Gina is a contemporary artist who made a video to investigate the idea of the invasion of a safe space. Gina covered a doll in ladybugs and filmed them crawling over her. She chose to use a doll, which is an object linked to children, and ladybugs as they seem innocent and harmless. By using video as a medium, She wants to capture a contradictory and more frightening side to these elements by showing how the ladybugs infest the doll.

Result #1

Gina is a contemporary artist who made a video to investigate the idea of the invasion of a safe space. Gina covered a doll in ladybugs and filmed them crawling over her. She chose to use a doll, which is an object linked to children, and ladybugs as they seem innocent and harmless. By using video as a medium, She wants to capture a contradictory and more frightening side to these elements by showing how the ladybugs infest the doll. <|startoftext|>Villa Emerson, TLC, 2014, live, color, sound, 47 minutes. From Grand Central Station on La Cienega Boulevard. The sound of a familiar opening, not at La Cienega Boulevard but on the surrounding streets—Grand Central Station—didn't come as a total surprise, but it didnt surprise: It was a relatively small, seemingly arbitrary selection of not much that was taken for granted. The station is in the heart of the region where its a hub of urban commerce and a main point of access for daily commuters. You might arrive at the station, and then to the ones to the right, where a row of advertisements for automobile insurance companies and construction firms could be seen on the walls.This wasnt a game. I stood outside the station and looked through the window, watching as the ads passed through the window to arrive at the other side of the street. The images, which turned up more often in a series of small round cameras and multicolored signs, were of people of different ages, from men and women to children and adolescents. There was an absence of focus, a blankness that was followed by a feeling of being an observer in the middle of a movie set. There was a feeling of appearing before an audience and being able to read the conversation without being able to understand it.The advertisements were printed in Spanish on Plexiglas, showing a wide assortment of characteristics of the people they showed: many in masks; some wearing masks and sometimes the masks themselves, some unclothing, and most of them wearing gloves. The images ranged from the exotic, such as a man with a beard and a man in the head of a shark; to the everyday, such as a group of people who were both children and adolescents.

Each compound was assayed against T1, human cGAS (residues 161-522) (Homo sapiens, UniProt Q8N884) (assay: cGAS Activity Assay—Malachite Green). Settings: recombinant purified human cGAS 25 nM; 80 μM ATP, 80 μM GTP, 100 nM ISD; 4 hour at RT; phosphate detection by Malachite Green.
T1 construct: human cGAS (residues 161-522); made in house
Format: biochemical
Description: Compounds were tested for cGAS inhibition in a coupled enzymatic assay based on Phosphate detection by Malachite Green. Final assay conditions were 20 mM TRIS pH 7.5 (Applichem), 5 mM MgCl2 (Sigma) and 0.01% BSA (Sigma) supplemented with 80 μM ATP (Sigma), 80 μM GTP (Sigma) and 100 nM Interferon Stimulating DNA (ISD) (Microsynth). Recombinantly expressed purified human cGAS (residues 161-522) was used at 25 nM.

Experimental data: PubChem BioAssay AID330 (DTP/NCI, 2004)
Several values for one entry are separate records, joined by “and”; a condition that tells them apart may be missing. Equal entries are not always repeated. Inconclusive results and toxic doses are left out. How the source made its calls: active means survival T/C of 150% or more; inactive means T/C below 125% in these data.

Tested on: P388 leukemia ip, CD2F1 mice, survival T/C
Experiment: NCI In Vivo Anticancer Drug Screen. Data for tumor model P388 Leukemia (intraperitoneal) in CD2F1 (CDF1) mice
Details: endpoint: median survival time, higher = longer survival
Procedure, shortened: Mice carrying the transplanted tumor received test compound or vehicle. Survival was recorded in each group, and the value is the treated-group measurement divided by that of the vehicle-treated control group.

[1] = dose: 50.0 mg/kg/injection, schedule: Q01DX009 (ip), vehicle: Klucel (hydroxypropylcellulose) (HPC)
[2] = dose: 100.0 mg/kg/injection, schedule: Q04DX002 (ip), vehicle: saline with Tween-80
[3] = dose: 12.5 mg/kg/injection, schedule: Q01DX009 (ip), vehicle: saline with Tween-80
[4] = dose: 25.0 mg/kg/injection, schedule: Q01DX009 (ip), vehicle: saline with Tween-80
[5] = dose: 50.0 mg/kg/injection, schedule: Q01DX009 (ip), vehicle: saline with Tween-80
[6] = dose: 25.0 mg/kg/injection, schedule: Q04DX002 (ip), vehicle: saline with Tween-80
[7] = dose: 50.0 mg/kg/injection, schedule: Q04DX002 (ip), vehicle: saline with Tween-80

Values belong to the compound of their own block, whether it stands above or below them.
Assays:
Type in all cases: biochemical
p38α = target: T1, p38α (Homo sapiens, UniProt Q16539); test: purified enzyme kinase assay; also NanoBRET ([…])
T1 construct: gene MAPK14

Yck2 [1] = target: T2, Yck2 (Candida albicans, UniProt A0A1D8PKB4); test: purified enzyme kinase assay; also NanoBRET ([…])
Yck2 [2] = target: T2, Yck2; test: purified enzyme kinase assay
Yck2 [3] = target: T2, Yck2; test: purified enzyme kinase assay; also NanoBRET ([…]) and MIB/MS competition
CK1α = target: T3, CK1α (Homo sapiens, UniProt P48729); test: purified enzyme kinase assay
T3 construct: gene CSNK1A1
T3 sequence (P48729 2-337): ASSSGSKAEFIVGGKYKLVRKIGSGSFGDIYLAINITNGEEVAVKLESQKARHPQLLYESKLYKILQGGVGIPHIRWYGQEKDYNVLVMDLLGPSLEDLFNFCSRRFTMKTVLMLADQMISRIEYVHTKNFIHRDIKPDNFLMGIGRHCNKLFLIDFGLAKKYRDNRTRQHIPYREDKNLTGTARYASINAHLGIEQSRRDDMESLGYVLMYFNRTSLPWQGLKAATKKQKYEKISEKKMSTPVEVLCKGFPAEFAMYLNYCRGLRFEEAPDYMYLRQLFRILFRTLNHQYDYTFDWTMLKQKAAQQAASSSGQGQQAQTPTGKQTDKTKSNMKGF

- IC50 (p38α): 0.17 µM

Result #2

Gina is a contemporary artist who made a video to investigate the idea of the invasion of a safe space. Gina covered a doll in ladybugs and filmed them crawling over her. She chose to use a doll, which is an object linked to children, and ladybugs as they seem innocent and harmless. By using video as a medium, She wants to capture a contradictory and more frightening side to these elements by showing how the ladybugs infest the doll. <|startoftext|>In her installation, Elodie S. lent her voice to a virtual couple. S.s cheeks and hands became her interlocutor, morphing into two glowing pink faces. Hanging from the ceiling was a copy of the piece, with a couple of facsimiles of her in place of the figure. To the right of the door, a pyramid of three phallic toy figures positioned the phallic heads of two phallic, upside-down hands. Above the entrance to the gallery was a digital print of the trio, with one hand holding a pair of breasts and the other a pair of peaking phalluses. They were the final two lines of a missive, which contained the same message as the missive from her laptop.In the video, S.s words had been overlaid with the video imagery, and the video figures had been repainted. This feature made for a visual grammar that overlaid the lines of a question. S.s demeanor seemed to have shifted from bawdy to soft-spoken, but it wasnt clear that she was aware of this break in tone. S.s voice came across as interested in the psychological ramifications of her changes in sexual identity—the possible reasons behind her confusing one face with the other—and in the gestures and expressions of her friends. But S. didnt seem interested in her most vulnerable subject. A playfully peep show ensued: a conversation among a couple of bumbling dudes, a group of young men in jeans and T-shirt, and a figure in a pinto hat. Each man had a pacifier on his head, one of them looking quizzically at S. and a second one laughing, while a third put his hand over his mouth. The scene was followed up by a humorous, amusing video interview in which S. talked with a woman about her lifestyle changes, and about the difficulties of having to live in a trailer park.